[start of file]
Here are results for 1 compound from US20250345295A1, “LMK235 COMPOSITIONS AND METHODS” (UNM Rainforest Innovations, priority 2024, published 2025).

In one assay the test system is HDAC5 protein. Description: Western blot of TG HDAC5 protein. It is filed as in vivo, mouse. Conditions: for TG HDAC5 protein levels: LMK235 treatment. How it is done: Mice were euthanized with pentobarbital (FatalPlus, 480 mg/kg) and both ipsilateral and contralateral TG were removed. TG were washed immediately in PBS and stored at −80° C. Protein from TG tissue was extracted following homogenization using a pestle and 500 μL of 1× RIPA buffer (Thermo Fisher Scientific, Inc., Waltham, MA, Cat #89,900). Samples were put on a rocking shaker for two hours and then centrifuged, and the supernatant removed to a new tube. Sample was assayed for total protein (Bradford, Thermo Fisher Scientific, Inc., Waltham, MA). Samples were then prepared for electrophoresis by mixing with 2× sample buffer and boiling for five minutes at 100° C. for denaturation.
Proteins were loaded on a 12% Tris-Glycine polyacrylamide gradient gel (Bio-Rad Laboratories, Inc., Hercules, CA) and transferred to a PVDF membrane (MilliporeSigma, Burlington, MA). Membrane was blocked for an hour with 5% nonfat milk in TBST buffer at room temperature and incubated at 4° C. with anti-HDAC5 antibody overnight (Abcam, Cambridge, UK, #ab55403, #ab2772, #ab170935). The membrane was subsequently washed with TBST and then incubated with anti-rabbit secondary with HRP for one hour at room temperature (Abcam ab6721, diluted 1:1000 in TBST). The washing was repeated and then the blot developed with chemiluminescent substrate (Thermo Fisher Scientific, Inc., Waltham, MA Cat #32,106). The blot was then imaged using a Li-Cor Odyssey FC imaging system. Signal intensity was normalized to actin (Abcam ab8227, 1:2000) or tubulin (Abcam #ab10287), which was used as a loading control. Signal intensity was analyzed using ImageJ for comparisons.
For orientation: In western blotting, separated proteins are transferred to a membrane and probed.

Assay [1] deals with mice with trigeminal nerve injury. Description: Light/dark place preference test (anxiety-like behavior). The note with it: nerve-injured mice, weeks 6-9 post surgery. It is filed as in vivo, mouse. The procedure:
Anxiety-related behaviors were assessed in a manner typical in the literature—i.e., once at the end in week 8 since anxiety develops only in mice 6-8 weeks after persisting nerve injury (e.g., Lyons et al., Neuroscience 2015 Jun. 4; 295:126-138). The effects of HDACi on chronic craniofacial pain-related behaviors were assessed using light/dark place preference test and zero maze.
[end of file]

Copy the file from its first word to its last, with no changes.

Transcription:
Here are results for 1 compound from US20250345295A1, “LMK235 COMPOSITIONS AND METHODS” (UNM Rainforest Innovations, priority 2024, published 2025).

In one assay the test system is HDAC5 protein. Description: Western blot of TG HDAC5 protein. It is filed as in vivo, mouse. Conditions: for TG HDAC5 protein levels: LMK235 treatment. How it is done: Mice were euthanized with pentobarbital (FatalPlus, 480 mg/kg) and both ipsilateral and contralateral TG were removed. TG were washed immediately in PBS and stored at −80° C. Protein from TG tissue was extracted following homogenization using a pestle and 500 μL of 1× RIPA buffer (Thermo Fisher Scientific, Inc., Waltham, MA, Cat #89,900). Samples were put on a rocking shaker for two hours and then centrifuged, and the supernatant removed to a new tube. Sample was assayed for total protein (Bradford, Thermo Fisher Scientific, Inc., Waltham, MA). Samples were then prepared for electrophoresis by mixing with 2× sample buffer and boiling for five minutes at 100° C. for denaturation.
Proteins were loaded on a 12% Tris-Glycine polyacrylamide gradient gel (Bio-Rad Laboratories, Inc., Hercules, CA) and transferred to a PVDF membrane (MilliporeSigma, Burlington, MA). Membrane was blocked for an hour with 5% nonfat milk in TBST buffer at room temperature and incubated at 4° C. with anti-HDAC5 antibody overnight (Abcam, Cambridge, UK, #ab55403, #ab2772, #ab170935). The membrane was subsequently washed with TBST and then incubated with anti-rabbit secondary with HRP for one hour at room temperature (Abcam ab6721, diluted 1:1000 in TBST). The washing was repeated and then the blot developed with chemiluminescent substrate (Thermo Fisher Scientific, Inc., Waltham, MA Cat #32,106). The blot was then imaged using a Li-Cor Odyssey FC imaging system. Signal intensity was normalized to actin (Abcam ab8227, 1:2000) or tubulin (Abcam #ab10287), which was used as a loading control. Signal intensity was analyzed using ImageJ for comparisons.
For orientation: In western blotting, separated proteins are transferred to a membrane and probed.

Assay [1] deals with mice with trigeminal nerve injury. Description: Light/dark place preference test (anxiety-like behavior). The note with it: nerve-injured mice, weeks 6-9 post surgery. It is filed as in vivo, mouse. The procedure:
Anxiety-related behaviors were assessed in a manner typical in the literature—i.e., once at the end in week 8 since anxiety develops only in mice 6-8 weeks after persisting nerve injury (e.g., Lyons et al., Neuroscience 2015 Jun. 4; 295:126-138). The effects of HDACi on chronic craniofacial pain-related behaviors were assessed using light/dark place preference test and zero maze.